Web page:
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The Sanskrit word "bhāva" (भाव) means "emotion, sentiment, state of body or mind, disposition and character",[1] while "bhava" (भव) means "being, worldly existence, becoming, birth, be, production, origin".[2] The former term is rooted in latter, and in some context also means "becoming, being, existing, occurring, appearance" while connoting the condition thereof.[3]

Translations of
English feeling, emotion, mood, becoming
Pali भाव
Sanskrit भाव
(IAST: bhāva)
Burmese ဘာဝ
(IPA: [bàwa̰])
Mon ဘာဝ
Sinhalese භව or භවය
Glossary of Buddhism

In Buddhism, bhava denotes the continuity of becoming (reincarnating) in one of the realms of existence, in the samsaric context of rebirth, life and the maturation arising therefrom.[4] It is the tenth of the Twelve Nidanas, in its Pratītyasamutpāda doctrine.[5]


In BuddhismEdit

In Buddhism, bhava (not bhāva) means "habitual or emotional tendencies",[6] though sometimes translated as 'being', 'experience' or 'becoming', in the sense of rebirths and redeaths, because a being is so conditioned and propelled by the karmic accumulations.[4] This bhava is the conditioned arising of beings, through the process of birth (jāti), in heaven, demi-god, human, animal, hungry ghost or hell realms (bhavacakra) of Buddhist cosmology. Sometimes it is referred to as punabbhava or re-becoming.

Bhava is listed as the tenth of the Twelve Nidānas, the links in the cycle of pratītyasamutpāda or dependent origination.

In the Jātakas, in which the Buddha didactically reminds various followers of experiences they shared with him in a past life, the hearers are said not to remember them due to bhava, i.e. to having been reborn.[7]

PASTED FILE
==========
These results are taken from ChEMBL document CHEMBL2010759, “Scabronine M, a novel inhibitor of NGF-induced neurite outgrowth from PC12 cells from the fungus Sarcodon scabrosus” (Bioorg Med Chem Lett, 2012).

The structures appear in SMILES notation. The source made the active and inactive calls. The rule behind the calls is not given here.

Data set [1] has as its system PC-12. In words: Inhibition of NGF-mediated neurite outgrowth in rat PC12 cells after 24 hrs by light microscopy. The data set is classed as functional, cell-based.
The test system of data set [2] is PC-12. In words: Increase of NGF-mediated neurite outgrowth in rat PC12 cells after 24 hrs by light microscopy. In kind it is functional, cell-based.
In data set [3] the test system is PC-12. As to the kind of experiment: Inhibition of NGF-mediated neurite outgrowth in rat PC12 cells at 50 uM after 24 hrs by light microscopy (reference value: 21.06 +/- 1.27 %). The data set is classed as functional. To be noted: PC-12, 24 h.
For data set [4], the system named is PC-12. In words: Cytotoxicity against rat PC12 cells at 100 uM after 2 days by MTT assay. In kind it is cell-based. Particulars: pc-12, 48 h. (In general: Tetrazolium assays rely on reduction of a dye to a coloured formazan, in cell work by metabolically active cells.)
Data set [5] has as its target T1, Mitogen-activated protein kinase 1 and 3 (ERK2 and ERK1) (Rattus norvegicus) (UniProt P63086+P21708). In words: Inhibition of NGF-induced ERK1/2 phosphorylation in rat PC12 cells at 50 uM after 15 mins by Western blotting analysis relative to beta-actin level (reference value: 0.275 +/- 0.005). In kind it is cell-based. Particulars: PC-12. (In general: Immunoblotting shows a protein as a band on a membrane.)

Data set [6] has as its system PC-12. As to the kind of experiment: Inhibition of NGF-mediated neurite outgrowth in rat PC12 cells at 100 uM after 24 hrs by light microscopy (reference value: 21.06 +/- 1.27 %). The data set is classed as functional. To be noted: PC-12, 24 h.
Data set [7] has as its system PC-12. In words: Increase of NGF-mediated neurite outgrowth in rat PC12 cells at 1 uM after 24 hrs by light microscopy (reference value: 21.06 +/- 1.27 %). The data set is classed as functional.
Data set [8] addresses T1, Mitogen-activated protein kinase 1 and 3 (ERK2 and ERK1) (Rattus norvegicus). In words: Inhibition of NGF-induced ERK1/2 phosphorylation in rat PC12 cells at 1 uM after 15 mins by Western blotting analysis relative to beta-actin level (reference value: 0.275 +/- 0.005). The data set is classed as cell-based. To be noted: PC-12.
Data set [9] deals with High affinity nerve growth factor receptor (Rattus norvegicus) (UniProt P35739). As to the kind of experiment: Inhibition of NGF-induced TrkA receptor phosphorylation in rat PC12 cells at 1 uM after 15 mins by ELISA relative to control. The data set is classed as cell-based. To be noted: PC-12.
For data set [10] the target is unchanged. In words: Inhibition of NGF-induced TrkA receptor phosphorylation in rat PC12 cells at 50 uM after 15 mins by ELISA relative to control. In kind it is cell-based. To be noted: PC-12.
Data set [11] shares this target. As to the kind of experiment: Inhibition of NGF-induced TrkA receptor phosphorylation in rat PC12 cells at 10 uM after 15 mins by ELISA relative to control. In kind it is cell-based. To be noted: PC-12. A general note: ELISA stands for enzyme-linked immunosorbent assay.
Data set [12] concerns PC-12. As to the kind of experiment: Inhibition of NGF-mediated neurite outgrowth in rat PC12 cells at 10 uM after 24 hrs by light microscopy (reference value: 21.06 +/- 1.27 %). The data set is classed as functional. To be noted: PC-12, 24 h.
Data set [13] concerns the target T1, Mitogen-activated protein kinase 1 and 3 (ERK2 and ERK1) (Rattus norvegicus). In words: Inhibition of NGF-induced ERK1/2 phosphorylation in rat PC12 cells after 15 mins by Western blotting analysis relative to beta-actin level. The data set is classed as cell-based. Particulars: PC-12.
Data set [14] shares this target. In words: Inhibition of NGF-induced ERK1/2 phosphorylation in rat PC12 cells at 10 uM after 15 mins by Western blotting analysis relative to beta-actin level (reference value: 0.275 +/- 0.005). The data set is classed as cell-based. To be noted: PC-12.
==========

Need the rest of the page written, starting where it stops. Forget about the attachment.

In HinduismEdit

Bhava appears in the sense of "becoming, being, existing, occurring, appearance" in the Vedanga literature Srauta Sutras, the Upanishads such as the Shvetashvatara Upanishad, the Mahabharata and other ancient Hindu texts.[8]

In Ramakrishna MissionEdit

According to Swami Sivananda, there are three kinds of bhava – sattvic, rajasic and tamasic. Which predominates in a person depends on their own nature, but sattvic bhava is "Divine bhava" or pure bhava (Suddha bhava).[citation needed] Swami Nikhilananda classifies bhava as follows:[9]

  • śāntabhāva, the calm, peaceful, gentle or saintly attitude
  • dāsyabhāva, the attitude of devotion
  • sakhyabhāva, the attitude of a friend
  • vātsalyabhāva, the attitude of a mother towards her child
  • madhurabhāva (or kantabhava), the attitude of a woman in love
  • tanmayabhava, the attitude that the Lord is present everywhere

See alsoEdit


  1. ^ भव, Sanskrit English Dictionary, Koeln University, Germany
  2. ^ Monier Monier-Williams (1899), Sanskrit English Dictionary, Oxford University Press, Archive: भव, bhava
  3. ^ Monier Monier-Williams (1899), Sanskrit English Dictionary, Oxford University Press, Archive: भाव, bhAva
  4. ^ a b Thomas William Rhys Davids; William Stede (1921). Pali-English Dictionary. Motilal Banarsidass. p. 499. ISBN 978-81-208-1144-7.
  5. ^ Julius Evola; H. E. Musson (1996). The Doctrine of Awakening: The Attainment of Self-Mastery According to the Earliest Buddhist Texts. Inner Traditions. pp. 67–68. ISBN 978-0-89281-553-1.
  6. ^ What is Habitual Tendencies? by Bhante Vimalaramsi and Sister Khanti-Khema
  7. ^ Caroline A.F. Rhys Davids, Stories of the Buddha (Being Selections from the Jātakas), 1989, Dover Publications, Introduction, pp. xix, also see pp. 2,6,11,etc.
  8. ^ Monier Monier-Williams (1899), Sanskrit English Dictionary, Oxford University Press, Archive: भाव, bhAva
  9. ^ Swami Nikhilananda Vivekananda: The Yogas and Other Works Ramakrishna-Vivekananda Center, 1984 [1953] ISBN 0-911206-04-3 pp. 450-453.
Preceded by
Twelve Nidānas
Succeeded by